Within the current rules, many absent parents will continue to face maintenance demands far in excess of their previous payments, and an increasing number of absent parents will be brought into the operations of the Agency. The long-term reduction of income for absent parents and their existing families will progressively erode their standard of living. This will probably result in strain and relationship breakdown. Relationships and arrangements between absent and caring parents also seem likely to face further problems. It may reasonably be predicted that as the number of affected absent parents increases, and their grievances do not go away, they will become more organized, and will learn to campaign more assertively against the Act. Offsetting this it may also be that a degree of accommodation will take place, with absent parents adapting in various ways to the Agency’s demands. Perhaps some sort of cultural shift will take place in popular concepts and expectations of absent parents’ roles and responsibilities, away from notions of clean breaks or uncommitted fatherhood, towards ideas of ongoing financial responsibility for biological children regardless of the status of the relationship between the parents. However, this seems to go against current trends in relationships between men and women in the United Kingdom.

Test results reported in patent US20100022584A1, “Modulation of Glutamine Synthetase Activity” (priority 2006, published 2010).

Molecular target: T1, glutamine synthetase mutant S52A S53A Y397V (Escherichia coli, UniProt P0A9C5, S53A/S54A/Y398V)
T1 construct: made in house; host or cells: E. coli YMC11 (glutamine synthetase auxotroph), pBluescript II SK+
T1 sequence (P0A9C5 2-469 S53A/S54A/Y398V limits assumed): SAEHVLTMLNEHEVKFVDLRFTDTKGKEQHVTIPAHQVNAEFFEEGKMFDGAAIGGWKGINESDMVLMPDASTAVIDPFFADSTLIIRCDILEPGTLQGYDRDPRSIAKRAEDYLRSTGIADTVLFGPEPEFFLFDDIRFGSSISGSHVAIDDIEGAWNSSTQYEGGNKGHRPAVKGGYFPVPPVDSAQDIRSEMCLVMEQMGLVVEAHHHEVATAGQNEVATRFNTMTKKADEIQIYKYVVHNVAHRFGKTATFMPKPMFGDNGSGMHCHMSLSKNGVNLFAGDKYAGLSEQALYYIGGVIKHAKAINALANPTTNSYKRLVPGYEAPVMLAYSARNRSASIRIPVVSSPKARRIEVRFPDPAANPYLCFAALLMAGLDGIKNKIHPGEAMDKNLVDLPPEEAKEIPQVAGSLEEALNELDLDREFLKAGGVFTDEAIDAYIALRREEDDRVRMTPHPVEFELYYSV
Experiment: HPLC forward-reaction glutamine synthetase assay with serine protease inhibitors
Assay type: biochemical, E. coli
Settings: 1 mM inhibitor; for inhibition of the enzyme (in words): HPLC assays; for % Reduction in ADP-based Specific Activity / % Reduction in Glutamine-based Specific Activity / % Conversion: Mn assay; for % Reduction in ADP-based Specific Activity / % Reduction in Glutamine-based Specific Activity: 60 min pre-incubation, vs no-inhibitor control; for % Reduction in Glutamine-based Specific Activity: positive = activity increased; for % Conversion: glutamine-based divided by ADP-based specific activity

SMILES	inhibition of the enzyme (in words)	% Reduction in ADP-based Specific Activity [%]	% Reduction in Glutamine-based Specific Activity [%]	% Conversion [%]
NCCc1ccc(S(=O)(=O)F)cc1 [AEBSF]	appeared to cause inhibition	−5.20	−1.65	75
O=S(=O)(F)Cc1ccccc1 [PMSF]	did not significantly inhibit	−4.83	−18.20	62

Concerning the reactions of parents with care, those parents who are not on income support will in time stand to make a real gain in income in some cases. In particular, those with earnings that take them above the family credit level may find that, with the addition of maintenance from the other parent, they are appreciably better-off. From 1996, parents with care on better incomes are likely to feature increasingly among the Agency’s clientele. There may at that point be something of a groundswell of support for the Act. But parents with care on the means-tested benefits may still actually be worse-off in real terms, or suffer in other ways.

As has been argued, the primary objective of government in passing the Child Support Act was to make public expenditure savings in social security, mainly by removing significant numbers of lone parents from income support. However, savings may be smaller than anticipated. This is because current high levels of unemployment and the absence of free or subsidized child care make it difficult for lone mothers to move into employment. Unemployment also affects absent parents. The Child Support Agency itself, of course, carries a cost to run.

At this stage it remains difficult to assess what precisely the net savings of the Act will be. The Agency’s targets were not met in its first year.